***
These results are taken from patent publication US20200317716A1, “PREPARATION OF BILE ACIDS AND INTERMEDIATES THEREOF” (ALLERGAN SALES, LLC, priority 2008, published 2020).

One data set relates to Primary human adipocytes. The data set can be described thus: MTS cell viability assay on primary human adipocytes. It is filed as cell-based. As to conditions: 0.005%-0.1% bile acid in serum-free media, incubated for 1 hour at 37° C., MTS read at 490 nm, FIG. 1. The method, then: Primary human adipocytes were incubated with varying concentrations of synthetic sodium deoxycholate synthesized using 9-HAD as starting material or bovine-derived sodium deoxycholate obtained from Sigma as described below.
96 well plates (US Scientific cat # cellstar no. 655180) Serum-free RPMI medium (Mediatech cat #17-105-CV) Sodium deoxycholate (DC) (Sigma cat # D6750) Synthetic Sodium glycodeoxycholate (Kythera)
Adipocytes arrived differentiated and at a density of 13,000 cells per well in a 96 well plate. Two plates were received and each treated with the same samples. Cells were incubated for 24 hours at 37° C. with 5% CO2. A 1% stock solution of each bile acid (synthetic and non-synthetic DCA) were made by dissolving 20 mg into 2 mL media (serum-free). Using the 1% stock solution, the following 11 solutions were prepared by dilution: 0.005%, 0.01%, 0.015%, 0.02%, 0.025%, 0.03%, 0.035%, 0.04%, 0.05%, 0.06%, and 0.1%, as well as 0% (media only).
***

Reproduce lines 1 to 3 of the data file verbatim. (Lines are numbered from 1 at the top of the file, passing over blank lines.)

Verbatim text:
These results are taken from patent publication US20200317716A1, “PREPARATION OF BILE ACIDS AND INTERMEDIATES THEREOF” (ALLERGAN SALES, LLC, priority 2008, published 2020).

One data set relates to Primary human adipocytes. The data set can be described thus: MTS cell viability assay on primary human adipocytes. It is filed as cell-based. As to conditions: 0.005%-0.1% bile acid in serum-free media, incubated for 1 hour at 37° C., MTS read at 490 nm, FIG. 1. The method, then: Primary human adipocytes were incubated with varying concentrations of synthetic sodium deoxycholate synthesized using 9-HAD as starting material or bovine-derived sodium deoxycholate obtained from Sigma as described below.
96 well plates (US Scientific cat # cellstar no. 655180) Serum-free RPMI medium (Mediatech cat #17-105-CV) Sodium deoxycholate (DC) (Sigma cat # D6750) Synthetic Sodium glycodeoxycholate (Kythera)